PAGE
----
Your search found 3 Results
Boston, Massachusetts, John Snow [JSI], 2017 Mar 31. 21 p.This document highlights the health and situational status of Palestine refugees from Syria (PRS) now living in Jordan, based on a seven-week assessment visit to the United Nations Relief and Works Agency for Palestine Refugees in the Near East (UNRWA). The purpose of the assessment was to understand: i) access to maternal health and child health services, as well as treatment and prevention of hypertension and diabetes; ii) access to hospitalization; and, iii) the specific vulnerabilities arising from the current legal, political, and economic status of the PRS to enable UNRWA develop an advocacy strategy. The Palestine refugees from Syria living in Jordan are the most marginalized.The document highlights the focus group methodology used to understand the issues—health, educational, social, livelihoods—that PRS in Jordan face, a profile of participants, key findings and stories from participants. Finally, the recommendations include those on health, education, and microfinance.As the first such qualitative assessment of PRS living in Jordan, the findings will have implications for all those accessing services at health centers, and not just for the PRS. While the focus was intentionally on the health of PRS, the study also sheds light on other aspects of refugee life in Jordan, including children’s education, livelihoods, and the UNRWA assistance program.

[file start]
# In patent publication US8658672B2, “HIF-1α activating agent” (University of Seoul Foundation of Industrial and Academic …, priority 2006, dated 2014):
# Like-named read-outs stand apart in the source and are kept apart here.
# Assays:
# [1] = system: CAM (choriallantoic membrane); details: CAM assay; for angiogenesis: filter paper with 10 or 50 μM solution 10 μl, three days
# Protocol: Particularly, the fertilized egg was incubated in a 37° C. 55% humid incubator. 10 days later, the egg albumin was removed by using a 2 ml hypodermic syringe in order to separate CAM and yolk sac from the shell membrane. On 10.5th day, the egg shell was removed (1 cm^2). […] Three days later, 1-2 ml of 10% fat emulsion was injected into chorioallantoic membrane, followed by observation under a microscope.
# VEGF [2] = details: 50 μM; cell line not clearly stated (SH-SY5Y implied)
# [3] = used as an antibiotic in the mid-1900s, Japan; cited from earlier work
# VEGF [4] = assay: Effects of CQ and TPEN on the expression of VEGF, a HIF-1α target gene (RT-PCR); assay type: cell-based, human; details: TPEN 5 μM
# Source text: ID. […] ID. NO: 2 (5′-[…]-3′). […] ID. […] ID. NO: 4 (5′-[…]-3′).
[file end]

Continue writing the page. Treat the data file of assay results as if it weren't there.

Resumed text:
Nature. 2011 Apr 28; 472(7344):390.Add to my documents.
Adolescent and Youth Sexual and Reproductive Health: Charting Directions for a Second Generation of Programming. A report on a workshop of the UNFPA in collaboration with the Population Council, 1--3 May 2002, New York.
New York, New York, Population Council, 2003.  p.The United Nations Population Fund (UNFPA), in collaboration with the Population Council, convened a three-day workshop that took place 1--3 May 2002 at the Population Council's headquarters in New York. The workshop provided an opportunity to review research and programs in the area of adolescent reproductive health and development (the "first generation") and to think critically about key lessons learned from this work as we move forward into the "second generation" of work with this important population. This report summarizes the presentations and discussions from that workshop. For the purposes of this executive summary, we are gathering key points into two clusters: those that underscore principles of program planning, design, and evaluation, and those that highlight neglected subjects or subgroups on the adolescent agenda. Where possible, reference is made to the sections of the report as well as the background paper where the reader may find more detailed descriptions. (excerpt)